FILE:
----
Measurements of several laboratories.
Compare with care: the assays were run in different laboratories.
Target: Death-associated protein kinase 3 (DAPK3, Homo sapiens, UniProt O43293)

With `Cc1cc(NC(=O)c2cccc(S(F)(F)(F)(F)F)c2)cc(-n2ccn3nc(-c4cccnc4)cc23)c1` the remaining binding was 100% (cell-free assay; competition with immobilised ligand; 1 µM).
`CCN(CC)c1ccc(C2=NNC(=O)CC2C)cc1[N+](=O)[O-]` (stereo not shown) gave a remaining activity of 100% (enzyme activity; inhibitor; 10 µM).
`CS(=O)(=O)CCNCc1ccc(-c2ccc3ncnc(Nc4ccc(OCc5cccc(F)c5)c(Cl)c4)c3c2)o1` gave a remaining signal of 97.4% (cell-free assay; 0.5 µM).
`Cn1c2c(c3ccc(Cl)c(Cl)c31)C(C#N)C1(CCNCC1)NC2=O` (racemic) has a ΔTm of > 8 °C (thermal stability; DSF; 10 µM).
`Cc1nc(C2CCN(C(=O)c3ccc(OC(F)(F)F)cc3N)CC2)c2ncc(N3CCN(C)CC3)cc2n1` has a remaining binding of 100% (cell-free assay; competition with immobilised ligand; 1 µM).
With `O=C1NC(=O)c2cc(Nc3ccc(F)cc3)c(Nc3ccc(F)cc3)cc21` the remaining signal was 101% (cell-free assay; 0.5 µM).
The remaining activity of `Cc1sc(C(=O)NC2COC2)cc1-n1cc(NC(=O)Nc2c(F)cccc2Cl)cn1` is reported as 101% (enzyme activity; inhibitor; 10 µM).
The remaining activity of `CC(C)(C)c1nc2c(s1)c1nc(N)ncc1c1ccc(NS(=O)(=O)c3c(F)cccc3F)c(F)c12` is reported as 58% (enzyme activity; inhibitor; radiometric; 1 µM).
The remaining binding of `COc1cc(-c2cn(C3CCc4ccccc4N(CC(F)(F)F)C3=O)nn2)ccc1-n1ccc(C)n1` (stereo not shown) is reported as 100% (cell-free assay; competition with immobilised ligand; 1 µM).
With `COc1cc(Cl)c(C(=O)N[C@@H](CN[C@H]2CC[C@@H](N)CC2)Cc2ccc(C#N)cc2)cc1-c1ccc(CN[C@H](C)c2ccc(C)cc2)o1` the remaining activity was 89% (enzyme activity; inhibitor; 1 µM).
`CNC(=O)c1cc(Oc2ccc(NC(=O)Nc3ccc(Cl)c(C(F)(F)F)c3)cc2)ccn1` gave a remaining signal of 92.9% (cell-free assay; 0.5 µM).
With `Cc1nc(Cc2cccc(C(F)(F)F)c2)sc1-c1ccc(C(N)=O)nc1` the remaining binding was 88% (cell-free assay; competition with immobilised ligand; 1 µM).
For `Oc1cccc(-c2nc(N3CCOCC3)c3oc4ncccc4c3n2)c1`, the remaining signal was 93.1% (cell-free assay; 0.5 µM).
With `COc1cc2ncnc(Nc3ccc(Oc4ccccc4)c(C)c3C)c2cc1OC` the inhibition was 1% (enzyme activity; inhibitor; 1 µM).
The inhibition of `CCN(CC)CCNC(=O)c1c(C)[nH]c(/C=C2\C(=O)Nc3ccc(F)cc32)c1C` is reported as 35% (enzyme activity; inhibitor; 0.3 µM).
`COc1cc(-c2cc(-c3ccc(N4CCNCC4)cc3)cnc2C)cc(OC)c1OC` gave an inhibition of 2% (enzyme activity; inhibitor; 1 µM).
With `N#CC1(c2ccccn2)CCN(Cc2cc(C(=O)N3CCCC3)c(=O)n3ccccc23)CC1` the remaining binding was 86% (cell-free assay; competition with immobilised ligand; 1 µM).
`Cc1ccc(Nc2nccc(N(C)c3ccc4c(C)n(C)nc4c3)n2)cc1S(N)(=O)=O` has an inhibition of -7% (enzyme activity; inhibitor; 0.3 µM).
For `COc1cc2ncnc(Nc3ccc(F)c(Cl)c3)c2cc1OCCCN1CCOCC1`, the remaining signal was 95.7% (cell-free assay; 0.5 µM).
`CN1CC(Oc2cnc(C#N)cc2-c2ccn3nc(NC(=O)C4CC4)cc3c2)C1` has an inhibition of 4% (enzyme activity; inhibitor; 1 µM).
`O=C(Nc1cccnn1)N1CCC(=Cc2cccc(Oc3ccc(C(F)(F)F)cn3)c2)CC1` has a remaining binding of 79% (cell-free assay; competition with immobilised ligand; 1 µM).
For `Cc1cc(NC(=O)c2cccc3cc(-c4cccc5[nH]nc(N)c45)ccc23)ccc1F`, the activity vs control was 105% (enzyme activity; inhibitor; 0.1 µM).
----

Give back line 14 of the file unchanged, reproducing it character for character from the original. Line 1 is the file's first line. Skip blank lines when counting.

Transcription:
`CNC(=O)c1cc(Oc2ccc(NC(=O)Nc3ccc(Cl)c(C(F)(F)F)c3)cc2)ccn1` gave a remaining signal of 92.9% (cell-free assay; 0.5 µM).